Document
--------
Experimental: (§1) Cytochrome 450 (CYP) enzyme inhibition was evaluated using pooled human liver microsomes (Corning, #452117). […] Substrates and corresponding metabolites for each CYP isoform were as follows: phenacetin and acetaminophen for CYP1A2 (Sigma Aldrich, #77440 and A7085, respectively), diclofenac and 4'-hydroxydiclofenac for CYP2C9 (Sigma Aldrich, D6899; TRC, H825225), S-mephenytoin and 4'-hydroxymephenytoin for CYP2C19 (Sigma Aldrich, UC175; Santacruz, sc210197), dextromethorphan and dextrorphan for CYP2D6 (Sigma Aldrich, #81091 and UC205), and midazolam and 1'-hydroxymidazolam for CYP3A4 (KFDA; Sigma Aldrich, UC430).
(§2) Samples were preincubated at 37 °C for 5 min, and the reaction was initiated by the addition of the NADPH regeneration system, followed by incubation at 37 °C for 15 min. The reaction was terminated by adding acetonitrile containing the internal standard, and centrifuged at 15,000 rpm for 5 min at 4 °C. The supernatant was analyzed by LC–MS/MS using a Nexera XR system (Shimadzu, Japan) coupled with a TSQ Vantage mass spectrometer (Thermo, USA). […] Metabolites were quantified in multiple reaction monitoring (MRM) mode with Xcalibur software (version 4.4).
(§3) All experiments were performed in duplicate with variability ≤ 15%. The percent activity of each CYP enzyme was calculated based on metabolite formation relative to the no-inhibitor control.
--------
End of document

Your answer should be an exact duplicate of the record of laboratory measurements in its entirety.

Experimental: (§1) Cytochrome 450 (CYP) enzyme inhibition was evaluated using pooled human liver microsomes (Corning, #452117). […] Substrates and corresponding metabolites for each CYP isoform were as follows: phenacetin and acetaminophen for CYP1A2 (Sigma Aldrich, #77440 and A7085, respectively), diclofenac and 4'-hydroxydiclofenac for CYP2C9 (Sigma Aldrich, D6899; TRC, H825225), S-mephenytoin and 4'-hydroxymephenytoin for CYP2C19 (Sigma Aldrich, UC175; Santacruz, sc210197), dextromethorphan and dextrorphan for CYP2D6 (Sigma Aldrich, #81091 and UC205), and midazolam and 1'-hydroxymidazolam for CYP3A4 (KFDA; Sigma Aldrich, UC430).
(§2) Samples were preincubated at 37 °C for 5 min, and the reaction was initiated by the addition of the NADPH regeneration system, followed by incubation at 37 °C for 15 min. The reaction was terminated by adding acetonitrile containing the internal standard, and centrifuged at 15,000 rpm for 5 min at 4 °C. The supernatant was analyzed by LC–MS/MS using a Nexera XR system (Shimadzu, Japan) coupled with a TSQ Vantage mass spectrometer (Thermo, USA). […] Metabolites were quantified in multiple reaction monitoring (MRM) mode with Xcalibur software (version 4.4).
(§3) All experiments were performed in duplicate with variability ≤ 15%. The percent activity of each CYP enzyme was calculated based on metabolite formation relative to the no-inhibitor control.